Odinga fights for relevance


MISSION IMPOSSIBLE . . . Zimbabwe’s outgoing Prime Minister Morgan Tsvangirai (left) speaks to then visiting Kenyan Prime Minister Raila Odinga at the MDC’s National Congress in Bulawayo in April 2011. Odinga has since lost the presidential poll to Uhuru Kenyatta in Kenya while Tsvangirai is contesting a Zanu-PF landslide in court

Wanjohi Kabukuru
In the last three months the future of Raila Odinga in Kenya’s politics has been a torment to his supporters. One faction of his core support base sought to have the senior Kenyan politician retire from politics.This viewpoint had its basis in age (he is now 68) and the fact that since he had lost three presidential elections, it was only reasonable that he retire honourably to avoid another electoral defeat.

The second bloc has refused to entertain this notion and holds that Raila’s political aura is still needed in active politics. It is this second group that has prevailed and the reason Raila declared that he was not retiring from politics, in mid-July saying that it is his supporters who will decide whether he will be on the ballot papers come 2018.

His running mate and partner in the Coalition for Democracy and Reforms (Cord), Kalonzo Musyoka, has also dismissed any talk of retirement, indicating that he is still in politics for the long haul.

And this is what has made Kenyan politics so fascinating. With Odinga and
Kalonzo firmly declaring their intentions, it is clear the permanent electioneering mode that has bewitched Kenya, for the last 10 years, is likely to persist.

Even though this time around Raila is trailing President Uhuru Kenyatta in the opinion poll ratings, the former is busy reconstituting a new team. His new team will be seeking to change his image and at the same time fix the myriad blunders that have seen him become a perennial loser.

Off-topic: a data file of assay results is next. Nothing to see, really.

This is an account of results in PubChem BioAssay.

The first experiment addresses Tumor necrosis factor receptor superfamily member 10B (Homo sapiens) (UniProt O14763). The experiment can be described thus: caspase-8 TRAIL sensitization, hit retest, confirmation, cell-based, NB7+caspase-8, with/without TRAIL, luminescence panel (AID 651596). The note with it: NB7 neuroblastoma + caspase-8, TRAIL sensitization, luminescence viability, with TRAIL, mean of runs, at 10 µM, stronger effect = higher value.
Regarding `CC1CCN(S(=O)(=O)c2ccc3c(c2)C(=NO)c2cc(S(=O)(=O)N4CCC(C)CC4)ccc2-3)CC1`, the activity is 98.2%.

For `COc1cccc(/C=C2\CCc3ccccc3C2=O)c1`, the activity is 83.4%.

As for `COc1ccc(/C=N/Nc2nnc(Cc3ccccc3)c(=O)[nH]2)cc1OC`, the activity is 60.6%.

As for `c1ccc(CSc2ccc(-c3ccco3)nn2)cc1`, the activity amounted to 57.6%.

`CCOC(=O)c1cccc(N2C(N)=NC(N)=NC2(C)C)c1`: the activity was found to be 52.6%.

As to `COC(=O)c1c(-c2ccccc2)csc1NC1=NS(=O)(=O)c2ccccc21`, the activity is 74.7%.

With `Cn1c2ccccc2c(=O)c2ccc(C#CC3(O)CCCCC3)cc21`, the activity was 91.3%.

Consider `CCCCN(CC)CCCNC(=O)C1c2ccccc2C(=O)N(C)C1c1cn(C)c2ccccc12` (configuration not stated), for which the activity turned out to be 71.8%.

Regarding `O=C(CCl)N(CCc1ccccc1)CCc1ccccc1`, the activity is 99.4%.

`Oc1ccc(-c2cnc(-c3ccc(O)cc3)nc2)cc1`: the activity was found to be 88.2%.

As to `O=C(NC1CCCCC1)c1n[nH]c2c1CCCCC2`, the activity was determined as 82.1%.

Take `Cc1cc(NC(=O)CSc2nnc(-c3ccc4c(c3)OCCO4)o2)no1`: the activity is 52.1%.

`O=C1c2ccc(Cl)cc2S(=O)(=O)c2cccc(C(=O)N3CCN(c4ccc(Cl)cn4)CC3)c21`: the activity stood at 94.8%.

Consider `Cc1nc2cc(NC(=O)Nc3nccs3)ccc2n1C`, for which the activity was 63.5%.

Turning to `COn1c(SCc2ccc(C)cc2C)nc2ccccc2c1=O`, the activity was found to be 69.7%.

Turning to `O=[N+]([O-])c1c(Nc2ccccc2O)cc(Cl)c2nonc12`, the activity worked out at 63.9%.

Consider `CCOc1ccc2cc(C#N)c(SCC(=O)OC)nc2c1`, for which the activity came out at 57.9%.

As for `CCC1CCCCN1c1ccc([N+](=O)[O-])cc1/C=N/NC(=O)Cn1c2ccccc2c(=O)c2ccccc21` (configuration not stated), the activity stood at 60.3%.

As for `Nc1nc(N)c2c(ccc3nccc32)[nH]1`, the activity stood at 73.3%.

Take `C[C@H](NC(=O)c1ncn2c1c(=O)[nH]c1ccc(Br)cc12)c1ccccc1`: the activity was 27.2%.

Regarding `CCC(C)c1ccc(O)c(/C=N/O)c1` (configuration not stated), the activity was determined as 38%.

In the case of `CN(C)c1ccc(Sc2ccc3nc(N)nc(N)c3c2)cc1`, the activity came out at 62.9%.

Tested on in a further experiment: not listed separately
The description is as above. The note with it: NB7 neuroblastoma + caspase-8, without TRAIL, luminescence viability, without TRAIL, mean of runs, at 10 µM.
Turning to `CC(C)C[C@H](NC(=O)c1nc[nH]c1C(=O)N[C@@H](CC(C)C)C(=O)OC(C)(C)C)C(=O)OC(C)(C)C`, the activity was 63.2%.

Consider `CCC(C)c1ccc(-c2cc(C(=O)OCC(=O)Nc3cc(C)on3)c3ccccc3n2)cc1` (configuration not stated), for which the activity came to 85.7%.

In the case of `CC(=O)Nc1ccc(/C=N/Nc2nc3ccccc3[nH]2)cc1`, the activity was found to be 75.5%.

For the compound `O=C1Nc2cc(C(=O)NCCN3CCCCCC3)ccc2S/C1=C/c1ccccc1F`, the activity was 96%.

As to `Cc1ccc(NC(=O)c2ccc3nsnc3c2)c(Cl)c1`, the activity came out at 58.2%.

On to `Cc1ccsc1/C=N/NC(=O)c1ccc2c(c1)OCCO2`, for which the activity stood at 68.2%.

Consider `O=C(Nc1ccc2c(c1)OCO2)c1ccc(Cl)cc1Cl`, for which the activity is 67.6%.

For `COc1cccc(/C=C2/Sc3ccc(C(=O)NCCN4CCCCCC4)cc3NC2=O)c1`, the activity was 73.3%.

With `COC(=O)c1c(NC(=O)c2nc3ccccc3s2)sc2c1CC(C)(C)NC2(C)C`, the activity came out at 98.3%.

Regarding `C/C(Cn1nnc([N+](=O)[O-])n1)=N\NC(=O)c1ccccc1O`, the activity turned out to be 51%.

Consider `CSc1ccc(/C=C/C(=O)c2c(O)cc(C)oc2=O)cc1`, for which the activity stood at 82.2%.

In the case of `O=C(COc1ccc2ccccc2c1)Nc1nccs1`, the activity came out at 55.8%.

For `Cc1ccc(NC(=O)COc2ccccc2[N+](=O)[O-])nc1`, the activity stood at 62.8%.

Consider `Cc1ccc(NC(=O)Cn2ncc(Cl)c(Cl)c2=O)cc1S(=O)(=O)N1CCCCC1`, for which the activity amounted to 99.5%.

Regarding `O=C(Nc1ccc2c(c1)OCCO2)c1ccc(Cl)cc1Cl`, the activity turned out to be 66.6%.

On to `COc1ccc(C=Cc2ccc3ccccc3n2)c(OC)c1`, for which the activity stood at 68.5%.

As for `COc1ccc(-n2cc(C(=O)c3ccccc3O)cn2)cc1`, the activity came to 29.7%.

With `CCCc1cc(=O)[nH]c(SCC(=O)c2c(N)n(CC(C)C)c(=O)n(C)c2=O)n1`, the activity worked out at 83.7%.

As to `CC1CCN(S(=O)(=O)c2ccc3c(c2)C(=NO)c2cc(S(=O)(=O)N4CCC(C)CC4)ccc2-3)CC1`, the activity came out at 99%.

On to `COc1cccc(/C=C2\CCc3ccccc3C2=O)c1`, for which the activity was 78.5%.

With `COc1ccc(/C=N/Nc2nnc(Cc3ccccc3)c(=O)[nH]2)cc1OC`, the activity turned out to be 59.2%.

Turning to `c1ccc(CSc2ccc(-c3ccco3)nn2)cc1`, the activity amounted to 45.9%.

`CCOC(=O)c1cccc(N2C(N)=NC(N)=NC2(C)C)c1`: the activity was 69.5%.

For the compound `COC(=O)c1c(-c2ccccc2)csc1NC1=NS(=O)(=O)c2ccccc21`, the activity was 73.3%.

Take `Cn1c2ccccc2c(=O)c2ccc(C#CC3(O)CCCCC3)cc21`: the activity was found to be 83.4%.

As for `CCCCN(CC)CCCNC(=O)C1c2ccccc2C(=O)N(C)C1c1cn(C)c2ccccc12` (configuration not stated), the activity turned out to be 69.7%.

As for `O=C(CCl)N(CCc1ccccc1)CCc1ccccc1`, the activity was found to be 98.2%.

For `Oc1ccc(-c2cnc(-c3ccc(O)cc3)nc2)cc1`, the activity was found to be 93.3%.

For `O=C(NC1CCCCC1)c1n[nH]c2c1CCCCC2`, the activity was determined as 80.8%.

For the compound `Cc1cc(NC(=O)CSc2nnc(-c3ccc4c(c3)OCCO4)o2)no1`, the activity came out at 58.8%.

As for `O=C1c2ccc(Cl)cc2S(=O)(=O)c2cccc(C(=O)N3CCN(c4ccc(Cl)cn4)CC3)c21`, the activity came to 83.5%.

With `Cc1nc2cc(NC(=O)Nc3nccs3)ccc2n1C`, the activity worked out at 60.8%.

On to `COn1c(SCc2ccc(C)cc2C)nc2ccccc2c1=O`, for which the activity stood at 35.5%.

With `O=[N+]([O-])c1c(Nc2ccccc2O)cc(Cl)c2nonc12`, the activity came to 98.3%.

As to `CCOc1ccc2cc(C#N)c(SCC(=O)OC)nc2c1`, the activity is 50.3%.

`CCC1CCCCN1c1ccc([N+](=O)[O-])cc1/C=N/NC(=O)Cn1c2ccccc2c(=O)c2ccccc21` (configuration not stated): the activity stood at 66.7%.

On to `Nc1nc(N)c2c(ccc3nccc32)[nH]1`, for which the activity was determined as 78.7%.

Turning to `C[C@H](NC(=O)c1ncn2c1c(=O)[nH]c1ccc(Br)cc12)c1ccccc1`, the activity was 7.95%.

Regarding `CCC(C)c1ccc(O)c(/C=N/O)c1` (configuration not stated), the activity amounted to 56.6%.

So what are the chances that Raila will win on his fourth attempt? This is the question that Raila’s team must confront, knowing the odds are probably in favour of the incumbent.

Secondly, they must look for weaknesses in the Jubilee administration to exploit. However, so far all the indications highlight a leadership vacuum in Cord, and multiple judgement errors.

This is courtesy of the 2010 Kenya constitution that bars anyone seeking to be president or his deputy from being a Member of Parliament (MP). The same applies for cabinet secretaries (previously ministers). Under the past constitution the entire political executive were members of parliament.

This caveat has denied both Odinga and Musyoka the necessary political cushioning to provide leadership for their coalition from Kenya’s senate and national assembly. As such they are leading “from outside”.

For Odinga to be relevant in the current dispensation, he will need to resort to history going back a decade ago and interpret the events of 2003 using a similar incident in 1961.

The events of June 13 2003 are a living memory that he will never easily forget. It was a day emblazoned with historical meaning and far-reaching political ramifications, dating back slightly more than four decades earlier.

It had been six months since the new National Rainbow Coalition (NARC) had defeated and replaced the independence party Kenya African National Union (Kanu). President Daniel Moi had sauntered into retirement and Mwai Kibaki had defeated his own godson Uhuru Kenyatta, and his preferred heir, to become Kenya’s third president.

On this day Kibaki was destroying a well-established political myth that had been erected by a powerful clique around president Jomo Kenyatta in his sunset years.

Between 1976 and 1978, Kenyatta’s kitchen cabinet, under the name “Change-the-Constitution-Group”, swore never to allow the presidential motorcade to leave Kiambu where Kenyatta came from, and cross the River Chania, which forms the boundary of Kiambu and Murang’a Counties
Kibaki hailed from Nyeri County that borders Murang’a.

On this particular day Kibaki was making his maiden “homecoming” journey since his election in late December 2002.
Huge crowds had lined the Nairobi-Nyeri route to witness this trip. At the Kenol Petrol Station located at the meeting point and popular border town of Kiambu and Murang’a County, former planning assistant minister Peter Kenneth and a huge crowd waited anxiously.